No matter where you live, each Abu Dhabi neighbourhood can give you what you need

There are a number of things to consider when looking for new home in the capital

ABU DHABI, UNITED ARAB EMIRATES - - -  10 April 2017 --- View of Abu Dhabi skyline. Photo taken on Monday, April 10, 2017.   (  DELORES JOHNSON / The National  )  
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Section: AL *** Local Caption ***  DJ-100417-BZ-AD Skyline-003.jpg
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The idea that the UAE summer is a time to unwind is relative. In addition to the school holidays and the family trips, the hot months can be quite emotional as a slew people often use the season to depart for new pastures, or to quietly arrive and set up new lives.

It is a period Tawfiq, my Sudanese friend, ever the poet, calls as "taghseel". It is the Arabic term for "cleansing" and he says it encapsulates how Abu Dhabi often rejuvenates in the summer months with a new generation of residents eager to make the most out of the opportunities of living in one of the safest cities in the world.

However, there is only also so much you can learn about a city prior to arriving. And as most people live in a hotel for a month to five weeks after they move here first, now is when everyone is house-hunting. But this lack of local knowledge often comes to the fore when choosing the neighbourhood in which to reside. Such decisions are often taken in a more clinical fashion (price of rent, amenities, close to work or school), without really looking at the characteristics of the area and whether it suits your personality.

Make no mistake: picking a neighbourhood to call home is similar to finding the right partner in a relationship. Do you both gel? Does it calm you down or stress you out? Will it disturb you at 2am?

Interestingly, if you scan through rental listings, not much information is given to prospective tenants about the vibe of their neighbourhood. Sorry, but "Spinneys very near" just doesn’t cut it. Those kinds of details can only come from Abu Dhabi residents themselves. So, to help anyone who might need it out, here's a guide to a few of the locations I've lived in or spent a lot of time in to make the choice that little bit easier.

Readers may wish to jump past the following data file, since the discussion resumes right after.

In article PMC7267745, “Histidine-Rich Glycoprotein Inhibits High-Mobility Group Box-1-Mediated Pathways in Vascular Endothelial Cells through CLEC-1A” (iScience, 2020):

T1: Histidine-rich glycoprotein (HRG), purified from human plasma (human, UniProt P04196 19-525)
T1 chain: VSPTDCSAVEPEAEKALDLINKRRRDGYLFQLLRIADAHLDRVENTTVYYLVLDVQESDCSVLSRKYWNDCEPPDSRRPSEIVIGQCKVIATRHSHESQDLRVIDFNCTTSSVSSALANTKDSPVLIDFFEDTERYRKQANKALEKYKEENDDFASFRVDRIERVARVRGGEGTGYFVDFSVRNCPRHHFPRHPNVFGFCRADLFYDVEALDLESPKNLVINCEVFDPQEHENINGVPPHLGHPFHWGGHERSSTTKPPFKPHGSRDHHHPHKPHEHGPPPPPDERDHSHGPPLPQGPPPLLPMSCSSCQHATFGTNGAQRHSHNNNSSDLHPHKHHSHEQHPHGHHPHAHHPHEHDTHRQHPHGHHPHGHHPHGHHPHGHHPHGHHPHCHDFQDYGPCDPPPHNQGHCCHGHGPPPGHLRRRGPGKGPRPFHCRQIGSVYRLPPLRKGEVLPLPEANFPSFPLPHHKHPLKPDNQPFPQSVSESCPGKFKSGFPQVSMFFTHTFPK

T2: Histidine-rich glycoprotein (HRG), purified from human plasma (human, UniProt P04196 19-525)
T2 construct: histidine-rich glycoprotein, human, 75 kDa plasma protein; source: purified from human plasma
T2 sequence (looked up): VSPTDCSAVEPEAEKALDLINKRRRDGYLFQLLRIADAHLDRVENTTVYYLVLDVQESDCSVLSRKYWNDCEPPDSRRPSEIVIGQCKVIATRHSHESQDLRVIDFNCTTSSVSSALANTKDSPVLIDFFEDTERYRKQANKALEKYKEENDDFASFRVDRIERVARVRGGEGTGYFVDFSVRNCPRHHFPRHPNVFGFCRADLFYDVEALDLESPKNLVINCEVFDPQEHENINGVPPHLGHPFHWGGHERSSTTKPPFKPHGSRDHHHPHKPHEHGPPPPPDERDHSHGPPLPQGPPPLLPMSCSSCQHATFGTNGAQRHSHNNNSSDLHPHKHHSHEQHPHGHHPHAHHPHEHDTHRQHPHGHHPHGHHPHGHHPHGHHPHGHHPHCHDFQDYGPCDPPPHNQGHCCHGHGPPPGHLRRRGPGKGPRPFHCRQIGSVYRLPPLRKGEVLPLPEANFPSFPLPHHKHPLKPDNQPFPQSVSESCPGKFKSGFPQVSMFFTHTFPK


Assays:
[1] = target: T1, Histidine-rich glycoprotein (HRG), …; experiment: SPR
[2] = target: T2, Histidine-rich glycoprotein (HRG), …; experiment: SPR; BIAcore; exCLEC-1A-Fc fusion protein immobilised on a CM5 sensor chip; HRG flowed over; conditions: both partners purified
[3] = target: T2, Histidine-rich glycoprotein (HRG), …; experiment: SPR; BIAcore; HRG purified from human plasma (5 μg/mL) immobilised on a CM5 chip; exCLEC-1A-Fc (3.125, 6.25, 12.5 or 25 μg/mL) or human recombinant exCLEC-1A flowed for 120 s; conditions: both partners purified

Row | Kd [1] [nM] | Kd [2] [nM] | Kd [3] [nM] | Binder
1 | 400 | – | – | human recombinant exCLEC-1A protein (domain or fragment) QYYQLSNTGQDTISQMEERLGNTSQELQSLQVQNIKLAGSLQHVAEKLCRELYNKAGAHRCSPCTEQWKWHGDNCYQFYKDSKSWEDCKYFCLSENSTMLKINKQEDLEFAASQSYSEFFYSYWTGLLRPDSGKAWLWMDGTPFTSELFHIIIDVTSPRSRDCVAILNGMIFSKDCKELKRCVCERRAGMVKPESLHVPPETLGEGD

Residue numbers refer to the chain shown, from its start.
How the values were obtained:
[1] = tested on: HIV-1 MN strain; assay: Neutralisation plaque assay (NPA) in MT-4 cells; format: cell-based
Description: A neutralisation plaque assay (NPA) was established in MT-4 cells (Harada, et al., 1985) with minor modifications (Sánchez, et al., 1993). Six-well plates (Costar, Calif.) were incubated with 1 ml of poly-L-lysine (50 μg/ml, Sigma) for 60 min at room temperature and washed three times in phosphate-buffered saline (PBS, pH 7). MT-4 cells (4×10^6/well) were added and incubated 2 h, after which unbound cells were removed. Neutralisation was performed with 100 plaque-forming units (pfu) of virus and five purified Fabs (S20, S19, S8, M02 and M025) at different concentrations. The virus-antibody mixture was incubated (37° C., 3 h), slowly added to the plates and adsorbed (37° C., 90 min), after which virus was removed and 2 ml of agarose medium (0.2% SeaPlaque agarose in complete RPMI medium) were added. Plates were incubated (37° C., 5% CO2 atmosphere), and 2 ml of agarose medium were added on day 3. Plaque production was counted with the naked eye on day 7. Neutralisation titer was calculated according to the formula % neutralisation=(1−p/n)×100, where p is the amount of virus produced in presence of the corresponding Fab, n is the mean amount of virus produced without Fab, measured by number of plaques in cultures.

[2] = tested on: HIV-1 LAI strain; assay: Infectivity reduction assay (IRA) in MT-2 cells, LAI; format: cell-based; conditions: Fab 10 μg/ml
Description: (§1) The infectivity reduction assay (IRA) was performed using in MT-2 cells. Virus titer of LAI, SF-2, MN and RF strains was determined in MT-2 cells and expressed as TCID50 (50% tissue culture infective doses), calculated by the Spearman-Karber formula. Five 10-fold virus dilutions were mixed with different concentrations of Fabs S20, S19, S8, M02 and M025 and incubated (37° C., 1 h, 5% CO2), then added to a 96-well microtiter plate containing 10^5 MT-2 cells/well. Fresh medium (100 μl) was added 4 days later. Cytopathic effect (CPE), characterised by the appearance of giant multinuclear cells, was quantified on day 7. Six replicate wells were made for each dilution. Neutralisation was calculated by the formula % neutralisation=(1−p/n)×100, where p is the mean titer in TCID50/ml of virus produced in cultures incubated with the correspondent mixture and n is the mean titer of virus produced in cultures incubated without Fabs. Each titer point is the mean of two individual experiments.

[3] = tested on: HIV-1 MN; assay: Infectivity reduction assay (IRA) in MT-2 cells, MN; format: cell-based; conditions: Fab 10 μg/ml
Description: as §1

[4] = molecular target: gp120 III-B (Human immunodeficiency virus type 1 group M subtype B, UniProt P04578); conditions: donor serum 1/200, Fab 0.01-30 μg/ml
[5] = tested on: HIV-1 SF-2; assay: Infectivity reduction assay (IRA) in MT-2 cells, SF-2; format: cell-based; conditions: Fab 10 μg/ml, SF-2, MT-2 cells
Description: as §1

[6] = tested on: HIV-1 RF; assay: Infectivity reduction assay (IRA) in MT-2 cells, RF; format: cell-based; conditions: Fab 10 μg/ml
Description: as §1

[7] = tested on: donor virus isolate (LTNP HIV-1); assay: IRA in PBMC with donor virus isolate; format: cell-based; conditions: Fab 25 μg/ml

However, none of this advice will really make sense until you ask yourself what it is that you want from your prospective home. Looking back at the places I lived, I can clearly trace my emotional (and in some cases physical) growth through my Abu Dhabi stay. Each neighbourhood gave me what I was looking for at a particular time.

When I arrived in Abu Dhabi eight years ago, what I was looking for were two specific things: a quiet residential area within walking distance to a mosque. The major reason for this was back in my former home of Melbourne, Australia, going to such places of worship often required a lengthy drive. But I found what I was looking for in Karama, a little suburb near Khalidiyah. It was quiet, full of embassies and ageing villas and I loved it. Kids play in the street, the local Baqala is the social hub and the main mosque is where everyone gathers and the community strengthens itself with each communal Friday prayer.

As serene as it was, however, it eventually began to bore me after 12 months. I was in my mid-twenties at the time and I needed some action, so to speak.

That is when I began to explore the Darat Al Miyah area in Khalidiyah. A long and rowdy street behind the Etisalat building, this is a neighbourhood that rarely goes to sleep and is  a riot of trade, fast food and coffee shops. This was my first experience with proper inner-city living and the multicultural nature of the residents and businesses saw me sharpen my social and bargaining skills. There was always something to do and eat in this area – whether it was a visit to the nearby 24-hour gaming venue (where I played the latest computer games until 3am) or trying the new-at-the-time Games of Thrones-inspired cafe Game of Toast.

My near six-year stint there came to a rather undignified end 15 months ago, though, after my weight ballooned (too many 2am cheese toasties) and I was given a sobering diagnosis of high blood pressure. Darat Al Miyah was wild and exciting, but it was going to kill me.

Hence my move to my latest pad in Reem Island. To describe this as the opposite of Darat Al Miyah is an understatement. But it suited what I was looking for at the time: a calm and low-pressure environment where I could get back into shape. It has well-designed jogging paths, great health amenities in Reem Central Park and the gyms (and in-house personal trainers) come standard with most buildings. Best of all is I don’t hear a peep outside when I go to bed. This was exactly what I needed to get my health back under control and I am grateful to report all is well on that front.

There will probably be a time when the quiet vibes here will prove too cloying and I start itching to move again, but I am not worried about that. One great thing about Abu Dhabi is that there is always a neighbourhood you can call home.